Monthly Archives: July 2012

 

A brief history of eye movements, or why NLP sucks

Posted 31 July 2012 by Pete Etchells

Psychology's having a bit of a hard time of it at the minute. Social Psychology is reeling from high-profile resignations and paper retractions by Stapel, Smeesters and Sanna (we'll be moving onto the 'T's soon). There are worries about how you pick the right sort of analysis in neuroimaging (and what 'right sort of analysis' even means). Jonah Lehrer's been caught being a bit too creative with some of the quotes in his recent book 'Imagine'. Claims that eye movement... Read more

Beginnings – three simple words

Posted 27 July 2012 by Pete Etchells

Thursday 26th July saw the launch of SciLogs.com, a new English language science blog network. SciLogs.com, the brand-new home for Nature Network bloggers, forms part of the SciLogs international collection of blogs which already exist in German, Spanish and Dutch. To celebrate this addition to the NPG science blogging family, some of the NPG blogs are publishing posts focusing on “Beginnings”. Participating in this cross-network blogging festival is nature.com’s Soapbox Science blog, Scitable’s Student Voices blog and bloggers from SciLogs.com, SciLogs.de, Scitable and Scientific American’s Blog Network. Join us as we explore the diverse... Read more

Eye evolution made easy

Posted 20 July 2012 by Pete Etchells

The National Trust hit the news recently over the controversial inclusion of creationist theory in a new exhibit looking at the history of the Giant’s Causeway. The exhibit claimed that: “Like many natural phenomena around the world, the Giant’s Causeway has raised questions and prompted debate about how it was formed. This debate has ebbed and flowed since the discovery of the Causeway to science and, historically, the Causeway became part of a global debate about how the earth’s rocks... Read more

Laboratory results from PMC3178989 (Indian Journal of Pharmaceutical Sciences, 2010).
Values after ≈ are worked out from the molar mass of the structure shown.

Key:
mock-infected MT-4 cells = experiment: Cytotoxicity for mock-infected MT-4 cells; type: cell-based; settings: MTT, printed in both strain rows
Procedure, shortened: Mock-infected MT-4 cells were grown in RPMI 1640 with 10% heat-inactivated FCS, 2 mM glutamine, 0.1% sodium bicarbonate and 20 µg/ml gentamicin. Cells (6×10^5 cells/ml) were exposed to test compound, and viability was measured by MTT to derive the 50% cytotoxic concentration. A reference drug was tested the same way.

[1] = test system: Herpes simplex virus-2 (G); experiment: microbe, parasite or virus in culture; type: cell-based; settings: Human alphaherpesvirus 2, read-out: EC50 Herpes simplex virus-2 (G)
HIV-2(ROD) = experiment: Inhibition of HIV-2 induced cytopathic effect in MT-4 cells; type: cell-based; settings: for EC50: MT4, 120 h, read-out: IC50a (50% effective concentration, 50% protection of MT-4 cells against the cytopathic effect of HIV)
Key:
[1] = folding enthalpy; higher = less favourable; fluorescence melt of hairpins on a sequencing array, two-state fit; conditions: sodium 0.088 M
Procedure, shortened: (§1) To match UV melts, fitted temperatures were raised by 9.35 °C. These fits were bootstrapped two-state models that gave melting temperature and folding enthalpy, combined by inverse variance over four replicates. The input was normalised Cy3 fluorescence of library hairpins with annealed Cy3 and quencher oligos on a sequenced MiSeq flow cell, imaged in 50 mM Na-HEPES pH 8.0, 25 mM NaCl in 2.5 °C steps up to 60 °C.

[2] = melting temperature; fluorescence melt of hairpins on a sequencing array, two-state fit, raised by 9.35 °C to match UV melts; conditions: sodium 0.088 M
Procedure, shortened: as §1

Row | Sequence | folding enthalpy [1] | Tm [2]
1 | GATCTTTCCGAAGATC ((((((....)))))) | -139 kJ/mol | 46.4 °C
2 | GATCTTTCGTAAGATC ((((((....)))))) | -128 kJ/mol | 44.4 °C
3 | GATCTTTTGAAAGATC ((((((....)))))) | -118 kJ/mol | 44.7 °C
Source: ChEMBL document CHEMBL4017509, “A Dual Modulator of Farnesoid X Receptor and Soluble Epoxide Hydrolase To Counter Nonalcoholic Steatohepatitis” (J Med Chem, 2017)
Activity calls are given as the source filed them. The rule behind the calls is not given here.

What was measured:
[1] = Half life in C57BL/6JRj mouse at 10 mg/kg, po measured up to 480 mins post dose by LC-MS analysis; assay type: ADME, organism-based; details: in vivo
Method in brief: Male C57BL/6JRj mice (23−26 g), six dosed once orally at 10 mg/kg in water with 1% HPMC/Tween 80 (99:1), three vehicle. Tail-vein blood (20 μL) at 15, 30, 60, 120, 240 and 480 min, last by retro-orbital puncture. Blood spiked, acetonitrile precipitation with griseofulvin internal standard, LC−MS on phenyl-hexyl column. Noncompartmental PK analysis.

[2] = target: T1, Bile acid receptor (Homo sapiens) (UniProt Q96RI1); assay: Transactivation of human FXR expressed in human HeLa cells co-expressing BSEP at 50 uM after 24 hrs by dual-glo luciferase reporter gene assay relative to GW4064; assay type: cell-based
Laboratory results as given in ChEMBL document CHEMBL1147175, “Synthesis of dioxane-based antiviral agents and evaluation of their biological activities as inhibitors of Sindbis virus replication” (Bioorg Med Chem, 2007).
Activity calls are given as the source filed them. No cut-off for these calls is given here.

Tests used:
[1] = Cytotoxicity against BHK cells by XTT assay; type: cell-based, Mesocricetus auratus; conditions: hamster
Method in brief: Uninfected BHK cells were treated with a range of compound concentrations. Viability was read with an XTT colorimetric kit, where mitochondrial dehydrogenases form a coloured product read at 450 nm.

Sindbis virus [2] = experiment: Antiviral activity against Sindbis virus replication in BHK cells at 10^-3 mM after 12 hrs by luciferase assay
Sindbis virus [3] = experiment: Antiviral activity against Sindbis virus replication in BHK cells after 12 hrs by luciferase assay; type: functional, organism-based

Olympic Health Legacies

Posted 17 July 2012 by Pete Etchells

The majority of our data was electronic. In the lead-up to the event, we had written statistical algorithms for data to be analysed and summarised. The summary data files were linked automatically to an Excel workbook where graphs and tables would be automatically populated. The statistical algorithms also help you look for patterns, say in the last 7 days, or in the same period last year, but the trick comes in setting the sensitivity – do you want to overreact... Read more

Quality over quantity

Posted 9 July 2012 by Pete Etchells

Darwin’s theory of Natural Selection. Einstein’s theory of general relativity. Watson and Crick’s description of the DNA molecule. All of these, and many more, are easily classed as some of Science’s Greatest Discoveries. But with modern pressures to publish high-impact papers as often as possible, are the opportunities to find the next Great Scientific Discoveries being stifled? As I’ve mentioned before, last year one of the academic heavyweights of social psychology, Diederik Stapel, was found guilty of faking data in... Read more

Lord of the Files, part 2

Posted 3 July 2012 by Pete Etchells

Back in November, I wrote about the Diederik Stapel affair that was rocking the psychological community. Now, it’s all happening again – recently, Uri Simonsohn has found evidence suggesting that another Dutch social psychologist, Dirk Smeesters, has been tinkering with data to produce more desirable outcomes in his research. We’re still waiting on Simonsohn’s paper on the matter to be published, so I think it’s a little too soon to speculate on how he came across Smeesters’ work – some... Read more